Centres of excellence may have been pivotal in the successes of much British sport in the past decade - in cycling, in athletics, in rowing.
The same cannot be said of the England rugby team. For all the individual skills of those selected in the 12 and 13 shirts since the 2003 World Cup win, this has been less about productive partnerships and more a midfield minefield.
Since that triumph in Sydney in late 2003, England have tried 43 different combinations at centre. And as they prepare for the 2015 tournament, the churn appears to be accelerating: five different partnerships in six Tests, three different pairings at fly-half and inside centre in three.
This weekend against Australia it is Billy Twelvetrees' turn to be recalled at 12, Brad Barritt outside him.
It is a pairing with promise. It is also one that few England fans would bet on being in place when the World Cup begins next September.
England's centres were once the unshakeable backbone of their XV: Will Carling and Jeremy Guscott in harness 43 times, Will Greenwood and Mike Tindall the brain and brawn in Sir Clive Woodward's World Cup winning side.
The list since then reads like a litany of lost promise and injury, young talent tossed away and steady stagers unable to step up.
There are those stalwarts all will remember - Jamie Noon, Rikki Flutey, Toby Flood. There are those who bring back memories of brief experiments under Andy Robinson - Anthony Allen, Stuart Abbott, Henry Paul - and then the short-term solutions of Martin Johnson: Shane Geraghty, Dan Hipkiss, Matt Banahan and Shontayne Hape.
There are the great what ifs - Mathew Tait and James Simpson-Daniel - and there is the name that would serve you best as a contestant on BBC TV show Pointless, Ayoola Erinle.
What there isn't is consistency. Tindall had 12 different centre partners after 2003. With just nine games to go until the World Cup kicks off, current coach Stuart Lancaster appears afflicted by the same indecisiveness.
Design or dithering? Hard luck with injuries or poor selection in the first place?
"The way it's going at the moment is because we virtually started again two years ago," says Lancaster's assistant Andy Farrell, as a player one of the inside centres given a handful of games, but no more, in the last decade.
"You start off with one or two combinations, and then you try a different way of playing with a different full-back, and it changes the balance.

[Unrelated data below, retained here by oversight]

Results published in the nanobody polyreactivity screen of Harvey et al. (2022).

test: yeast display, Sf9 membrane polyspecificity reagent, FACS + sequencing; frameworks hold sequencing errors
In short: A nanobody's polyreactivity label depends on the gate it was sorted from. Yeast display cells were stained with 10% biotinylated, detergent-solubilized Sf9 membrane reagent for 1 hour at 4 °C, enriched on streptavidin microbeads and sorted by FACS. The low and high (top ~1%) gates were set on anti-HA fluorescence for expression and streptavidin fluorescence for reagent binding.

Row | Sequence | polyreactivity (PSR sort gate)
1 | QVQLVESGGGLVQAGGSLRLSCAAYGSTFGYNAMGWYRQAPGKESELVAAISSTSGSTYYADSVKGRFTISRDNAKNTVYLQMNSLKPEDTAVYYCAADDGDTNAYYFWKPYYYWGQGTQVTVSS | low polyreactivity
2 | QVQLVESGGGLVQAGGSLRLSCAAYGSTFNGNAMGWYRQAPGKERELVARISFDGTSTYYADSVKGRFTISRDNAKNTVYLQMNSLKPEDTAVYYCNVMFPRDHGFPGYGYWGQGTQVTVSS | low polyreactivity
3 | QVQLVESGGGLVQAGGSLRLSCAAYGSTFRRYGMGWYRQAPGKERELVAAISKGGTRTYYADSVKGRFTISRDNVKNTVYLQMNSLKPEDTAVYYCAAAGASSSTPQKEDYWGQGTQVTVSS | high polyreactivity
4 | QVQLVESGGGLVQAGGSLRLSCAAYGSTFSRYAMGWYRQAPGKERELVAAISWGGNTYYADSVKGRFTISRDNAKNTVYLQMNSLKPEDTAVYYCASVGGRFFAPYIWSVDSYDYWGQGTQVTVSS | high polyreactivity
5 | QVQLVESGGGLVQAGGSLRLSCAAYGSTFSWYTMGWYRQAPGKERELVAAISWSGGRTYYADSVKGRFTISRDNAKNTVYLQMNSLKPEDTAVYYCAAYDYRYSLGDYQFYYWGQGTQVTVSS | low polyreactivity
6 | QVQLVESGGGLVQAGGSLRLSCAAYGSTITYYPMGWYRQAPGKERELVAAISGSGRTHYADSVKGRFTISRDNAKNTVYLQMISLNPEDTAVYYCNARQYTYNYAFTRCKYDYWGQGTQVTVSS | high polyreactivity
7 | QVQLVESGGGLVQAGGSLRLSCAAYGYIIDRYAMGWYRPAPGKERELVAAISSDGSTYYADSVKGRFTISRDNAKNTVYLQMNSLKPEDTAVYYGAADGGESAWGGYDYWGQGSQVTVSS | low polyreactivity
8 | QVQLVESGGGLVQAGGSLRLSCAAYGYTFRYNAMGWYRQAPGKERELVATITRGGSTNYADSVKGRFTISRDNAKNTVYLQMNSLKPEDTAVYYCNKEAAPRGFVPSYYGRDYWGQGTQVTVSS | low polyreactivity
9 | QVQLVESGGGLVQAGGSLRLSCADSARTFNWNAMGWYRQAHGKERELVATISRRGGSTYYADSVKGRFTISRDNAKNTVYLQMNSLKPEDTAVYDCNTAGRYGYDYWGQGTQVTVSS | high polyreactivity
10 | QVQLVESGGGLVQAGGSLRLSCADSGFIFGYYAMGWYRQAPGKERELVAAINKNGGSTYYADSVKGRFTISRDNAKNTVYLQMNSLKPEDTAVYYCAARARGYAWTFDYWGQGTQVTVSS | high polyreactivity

"We had Alex Goode at full-back as a ball-playing 15, who could step in as an alternative fly-half. Then Mike Brown went to full-back and was outstanding, and that changed how we worked things.
"Where we've been over the two years, we've had players come onto the international scene, like Twelvetrees, playing quite a few games with Manu Tuilagi, and then Manu's injured so Luther Burrell comes on the scene.
"We've got to see if that can flourish in training and match situations. All of a sudden Kyle Eastmond plays well for Bath at the end of last season and is on fire at the start of this one.
"So it's less an element of chopping and changing as such, it's more trying to find out at such a young stage of the team's development.
"Ideally you'd like to get to a place where you could say, this is the group, off you go, but it's hard when you're a young side."
It is hard too for those who are picked to remember who is alongside them. Tuilagi has had seven different partners for England, Barritt and Twelvetrees four. Even Eastmond, in just five starts for the national side, has had three.
Injuries have played a part in that. Players too have to bear responsibility; Tuilagi and Burrell apart, few have made a consistent and unarguable case for inclusion.
|Centres of retention: Who's played most since 03?|
|Starting pair||Played||Won||Lost||Win %|
|Barritt & Tuilagi||11||6||5||55|
|Hape & Tindall||10||6||4||60|
|Tindall & Noon||7||3||4||43|
|Twelvetrees & Burrell||6||4||2||67|
|Catt & Tait||5||2||3||40|
|Flutey & Noon||5||2||3||40|
|Flutey & Tindall||5||2||3||40|
But whereas Welsh supporters know their long-term first-choice pairing is Jamie Roberts and Jonathan Davies, and Ireland could until the latter's retirement pick Gordon D'Arcy and Brian O'Driscoll in their sleep, England are still searching for their ideal blend.